The ICacheKey interface was created to hide the specific logic used to create a cache key. Sometimes the cache key may not be a simple string. It may be as complex as the combination of multiple objects, and getting these values from the data source involves not one, but several, lookup methods. In this case, ICacheKey can define all the complex logic involved in creating the cache key. This way, the cache-key creation logic is defined in a separate class. I wrote a sample class called TestCacheKey that implements this interface and overrides the getCacheKey() method to illustrate how to use this interface.


A CacheRegion is defined as an organizational namespace for holding a collection of cache objects. Objects with similar characteristics (such as time-to-live and business use) should be cached in the same cache region so they can all be invalidated simultaneously if needed. To eliminate any synchronization issues that could cause poor performance, I used a separate instance of Cache for each cache region.

Configuration files

We configure all the caching parameters in a properties file. These parameters include caching information such as maximum number of objects that can be stored in memory, time-to-live (after which, the cached data is automatically released from memory), idle time (elapsed time since last access time), and memory cache name (caching algorithm such as LRU or MRU). Make sure the properties file is copied in a directory that's in the classpath.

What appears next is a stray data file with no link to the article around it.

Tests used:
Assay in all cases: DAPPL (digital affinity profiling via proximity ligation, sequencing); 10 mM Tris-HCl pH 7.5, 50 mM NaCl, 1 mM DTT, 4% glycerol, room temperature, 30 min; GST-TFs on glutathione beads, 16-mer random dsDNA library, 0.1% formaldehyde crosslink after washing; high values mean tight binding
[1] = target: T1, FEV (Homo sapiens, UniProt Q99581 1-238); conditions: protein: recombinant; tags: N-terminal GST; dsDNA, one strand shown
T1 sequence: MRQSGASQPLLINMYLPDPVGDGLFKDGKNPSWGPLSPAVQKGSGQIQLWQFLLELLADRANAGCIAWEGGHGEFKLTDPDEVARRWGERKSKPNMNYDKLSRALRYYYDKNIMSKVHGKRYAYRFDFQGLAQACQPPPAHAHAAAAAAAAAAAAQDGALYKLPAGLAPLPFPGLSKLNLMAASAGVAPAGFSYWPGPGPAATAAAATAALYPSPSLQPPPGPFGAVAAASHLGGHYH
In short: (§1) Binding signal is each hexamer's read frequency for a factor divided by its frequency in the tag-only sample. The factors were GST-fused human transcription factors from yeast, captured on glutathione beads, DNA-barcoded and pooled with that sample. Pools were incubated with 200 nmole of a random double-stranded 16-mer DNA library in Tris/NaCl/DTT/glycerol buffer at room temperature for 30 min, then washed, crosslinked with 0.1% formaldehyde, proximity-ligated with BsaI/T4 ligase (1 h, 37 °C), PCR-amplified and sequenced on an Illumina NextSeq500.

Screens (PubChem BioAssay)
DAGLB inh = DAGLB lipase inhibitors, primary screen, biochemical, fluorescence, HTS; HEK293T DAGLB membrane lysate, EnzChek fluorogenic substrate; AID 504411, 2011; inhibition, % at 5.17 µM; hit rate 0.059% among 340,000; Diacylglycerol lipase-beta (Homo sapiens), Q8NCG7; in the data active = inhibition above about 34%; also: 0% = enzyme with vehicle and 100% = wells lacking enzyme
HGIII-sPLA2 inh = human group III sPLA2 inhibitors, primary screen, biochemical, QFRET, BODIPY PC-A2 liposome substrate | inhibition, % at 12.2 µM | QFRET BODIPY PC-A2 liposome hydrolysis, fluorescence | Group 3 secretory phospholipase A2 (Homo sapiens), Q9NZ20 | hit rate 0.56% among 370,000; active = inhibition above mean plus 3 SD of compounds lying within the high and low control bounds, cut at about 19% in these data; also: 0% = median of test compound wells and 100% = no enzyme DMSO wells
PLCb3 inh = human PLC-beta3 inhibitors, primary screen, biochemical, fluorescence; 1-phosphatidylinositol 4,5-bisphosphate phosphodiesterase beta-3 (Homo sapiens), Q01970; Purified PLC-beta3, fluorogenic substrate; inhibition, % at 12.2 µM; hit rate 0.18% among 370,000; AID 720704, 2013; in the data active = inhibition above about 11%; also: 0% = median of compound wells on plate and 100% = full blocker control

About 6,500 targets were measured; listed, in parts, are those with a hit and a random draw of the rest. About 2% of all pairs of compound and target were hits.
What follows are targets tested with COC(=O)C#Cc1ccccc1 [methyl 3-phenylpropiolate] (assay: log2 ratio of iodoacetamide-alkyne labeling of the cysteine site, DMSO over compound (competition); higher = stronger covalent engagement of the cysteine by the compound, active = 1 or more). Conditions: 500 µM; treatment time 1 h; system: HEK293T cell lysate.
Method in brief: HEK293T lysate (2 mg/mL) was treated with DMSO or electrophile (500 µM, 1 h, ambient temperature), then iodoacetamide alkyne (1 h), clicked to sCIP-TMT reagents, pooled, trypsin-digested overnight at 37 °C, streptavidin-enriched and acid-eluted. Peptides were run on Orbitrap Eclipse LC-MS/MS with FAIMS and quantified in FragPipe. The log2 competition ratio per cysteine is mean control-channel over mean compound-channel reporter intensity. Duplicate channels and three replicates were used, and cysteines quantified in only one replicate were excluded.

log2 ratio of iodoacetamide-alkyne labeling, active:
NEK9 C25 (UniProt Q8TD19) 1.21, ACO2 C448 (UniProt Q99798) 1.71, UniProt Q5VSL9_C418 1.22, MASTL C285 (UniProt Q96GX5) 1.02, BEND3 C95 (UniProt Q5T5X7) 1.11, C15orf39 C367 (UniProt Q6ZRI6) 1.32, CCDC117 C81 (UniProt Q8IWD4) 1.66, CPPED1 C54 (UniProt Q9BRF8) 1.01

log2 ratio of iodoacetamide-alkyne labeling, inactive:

Figure 3 shows the portal application's Web request flow in a sequence diagram.

Figure 3. Caching application sequence diagram. Click on thumbnail to view full-size image.

Testing setup

I created a build script using Ant to compile all Java source code for the object-caching framework. The Ant build script, named build.xml, is located in the WEB-INF/classes directory. I also wrote a JUnit test client to test different caching scenarios using the Web portal caching framework. This test script called CachingTestCase is located in the WEB-INF/classes/common/caching/test directory. Extract the sample code to a new Web application directory. To compile the Java code and run the JUnit test script, run the following commands:

  • ant common.compile (to compile all Java classes included in the caching framework)
  • ant common.runjunit (to run the JUnit test script; the test script uses log4j to display all of the output messages)

I wrote nine different JUnit test cases to test the criteria, such as performance, multiple cache regions, and cache expiration. Table 4 lists these test cases.

Table 4. Caching test cases (JUnit)

Test case numberTest case NameDescription
1testBasicCachingStore an object in cache and verify it's in the cache